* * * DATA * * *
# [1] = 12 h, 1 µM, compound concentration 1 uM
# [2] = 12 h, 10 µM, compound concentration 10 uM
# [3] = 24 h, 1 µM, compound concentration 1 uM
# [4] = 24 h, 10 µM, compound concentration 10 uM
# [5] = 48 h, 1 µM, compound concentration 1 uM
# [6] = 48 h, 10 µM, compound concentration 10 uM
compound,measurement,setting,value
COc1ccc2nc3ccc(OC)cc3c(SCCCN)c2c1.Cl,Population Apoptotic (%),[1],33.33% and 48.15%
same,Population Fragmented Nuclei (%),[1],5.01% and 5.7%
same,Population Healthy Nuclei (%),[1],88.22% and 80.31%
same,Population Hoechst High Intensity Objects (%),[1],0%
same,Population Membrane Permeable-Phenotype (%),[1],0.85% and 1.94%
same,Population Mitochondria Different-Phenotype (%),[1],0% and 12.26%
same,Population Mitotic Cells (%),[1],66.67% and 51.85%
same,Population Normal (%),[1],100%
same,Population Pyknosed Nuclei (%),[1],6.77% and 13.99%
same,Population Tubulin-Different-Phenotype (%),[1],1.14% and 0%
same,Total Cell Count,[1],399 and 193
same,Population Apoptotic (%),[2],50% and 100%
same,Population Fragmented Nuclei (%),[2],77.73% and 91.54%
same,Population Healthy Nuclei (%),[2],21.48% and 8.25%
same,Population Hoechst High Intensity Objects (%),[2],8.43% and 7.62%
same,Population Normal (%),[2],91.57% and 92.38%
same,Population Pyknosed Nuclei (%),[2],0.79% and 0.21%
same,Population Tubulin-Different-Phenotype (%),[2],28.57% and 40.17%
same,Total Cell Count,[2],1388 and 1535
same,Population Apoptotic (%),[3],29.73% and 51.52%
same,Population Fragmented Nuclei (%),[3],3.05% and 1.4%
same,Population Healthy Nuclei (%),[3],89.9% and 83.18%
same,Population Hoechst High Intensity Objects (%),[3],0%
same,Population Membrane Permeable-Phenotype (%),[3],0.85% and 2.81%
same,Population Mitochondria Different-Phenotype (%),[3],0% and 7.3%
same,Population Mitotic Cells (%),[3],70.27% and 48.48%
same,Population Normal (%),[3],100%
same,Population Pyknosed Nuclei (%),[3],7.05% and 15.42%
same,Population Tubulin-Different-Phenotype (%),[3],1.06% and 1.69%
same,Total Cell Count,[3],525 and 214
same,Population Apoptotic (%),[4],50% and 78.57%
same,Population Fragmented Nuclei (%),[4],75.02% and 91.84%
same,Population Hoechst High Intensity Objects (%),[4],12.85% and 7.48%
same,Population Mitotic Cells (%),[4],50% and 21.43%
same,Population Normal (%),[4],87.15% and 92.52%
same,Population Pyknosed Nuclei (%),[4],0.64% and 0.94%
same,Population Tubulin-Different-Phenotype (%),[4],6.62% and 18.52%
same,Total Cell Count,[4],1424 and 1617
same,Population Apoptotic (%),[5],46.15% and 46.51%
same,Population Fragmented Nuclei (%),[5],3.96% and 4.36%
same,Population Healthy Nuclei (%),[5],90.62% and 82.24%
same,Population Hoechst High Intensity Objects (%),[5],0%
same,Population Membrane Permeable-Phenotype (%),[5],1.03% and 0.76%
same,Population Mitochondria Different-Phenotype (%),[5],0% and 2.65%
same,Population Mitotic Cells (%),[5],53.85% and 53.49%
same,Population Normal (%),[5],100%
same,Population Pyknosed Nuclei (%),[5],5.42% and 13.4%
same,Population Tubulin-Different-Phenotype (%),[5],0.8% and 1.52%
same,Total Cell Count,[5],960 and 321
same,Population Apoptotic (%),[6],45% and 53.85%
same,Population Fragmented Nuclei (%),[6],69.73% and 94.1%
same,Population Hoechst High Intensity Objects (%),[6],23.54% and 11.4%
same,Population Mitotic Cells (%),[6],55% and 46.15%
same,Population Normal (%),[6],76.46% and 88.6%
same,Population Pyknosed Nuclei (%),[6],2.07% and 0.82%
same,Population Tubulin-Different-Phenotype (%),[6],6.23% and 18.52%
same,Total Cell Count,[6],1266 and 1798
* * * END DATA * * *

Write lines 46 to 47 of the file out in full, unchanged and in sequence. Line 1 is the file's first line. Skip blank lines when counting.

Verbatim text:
same,Population Apoptotic (%),[5],46.15% and 46.51%
same,Population Fragmented Nuclei (%),[5],3.96% and 4.36%